Hisham Abusalma1, Abhijit Dasgupta1, Jian Yu 2, Andres Bujanda 2, and Harvey Tsang 2
1Center for Advanced Life-Cycle Engineering (CALCE), University of Maryland College Park, MD, USA
2Army Research Lab Aberdeen, MD
For more information about this article and related research, please contact Prof. Abhijit Dasgupta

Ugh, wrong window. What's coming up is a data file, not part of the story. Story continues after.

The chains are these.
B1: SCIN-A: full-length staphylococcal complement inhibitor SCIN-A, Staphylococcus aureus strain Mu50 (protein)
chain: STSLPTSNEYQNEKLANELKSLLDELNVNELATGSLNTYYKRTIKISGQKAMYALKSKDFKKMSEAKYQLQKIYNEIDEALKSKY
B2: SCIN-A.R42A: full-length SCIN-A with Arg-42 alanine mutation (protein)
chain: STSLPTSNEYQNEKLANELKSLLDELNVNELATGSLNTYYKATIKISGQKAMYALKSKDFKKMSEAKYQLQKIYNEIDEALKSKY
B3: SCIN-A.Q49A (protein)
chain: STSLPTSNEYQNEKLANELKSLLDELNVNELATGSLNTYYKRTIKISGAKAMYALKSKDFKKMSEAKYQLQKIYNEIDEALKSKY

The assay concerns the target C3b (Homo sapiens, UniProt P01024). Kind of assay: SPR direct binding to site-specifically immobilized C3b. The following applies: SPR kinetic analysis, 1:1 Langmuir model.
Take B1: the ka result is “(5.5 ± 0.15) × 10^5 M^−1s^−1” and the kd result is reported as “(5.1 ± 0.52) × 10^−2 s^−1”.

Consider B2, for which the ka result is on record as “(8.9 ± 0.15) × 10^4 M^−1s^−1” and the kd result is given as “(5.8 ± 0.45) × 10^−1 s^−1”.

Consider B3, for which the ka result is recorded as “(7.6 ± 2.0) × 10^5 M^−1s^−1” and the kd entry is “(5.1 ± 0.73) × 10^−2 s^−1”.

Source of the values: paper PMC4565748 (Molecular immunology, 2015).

In this paper, the drop durability of printed hybrid electronic (PHE) assemblies of various form factors is studied under extreme drop conditions with accelerations up to 20,000 G. Test specimens considered here include: circular disk, cantilever beam, and hemispherical dome samples. The disk is made from a UV hardened resin material and mounted using a 3-point fixture. This specimen experienced overstress fracture at 20,000 G drops. Additionally, it was very susceptible to repetitive drop failure. The failure site was at the expected site of maximum flexure, as revealed by finite element modeling and by high-speed video recording. The cantilever beam is a standard 1.6 mm thick FR4 substrate with printed silver traces. The substrate was durable but suffered from high strains near the clamp which are expected to cause damage to the silver conductive traces printed on them. The beam specimen was instrumented with strain gages and was also subjected to high-speed video recording of the drop event. The beam was found to vibrate in its first two bending modes when dropped at 10,000 G. The hemispherical substrates for the dome specimens were made from several different polymeric materials and were mounted in a threaded fixture. Drop durability varied with choice of substrate material and fabrication method. Some showed catastrophic failures after 1-5 drops at 20,000 Gs while some survived more than 50 drops at 20,000 G. The failure site for all failed dome specimens was at the threads used for mounting to the fixture.
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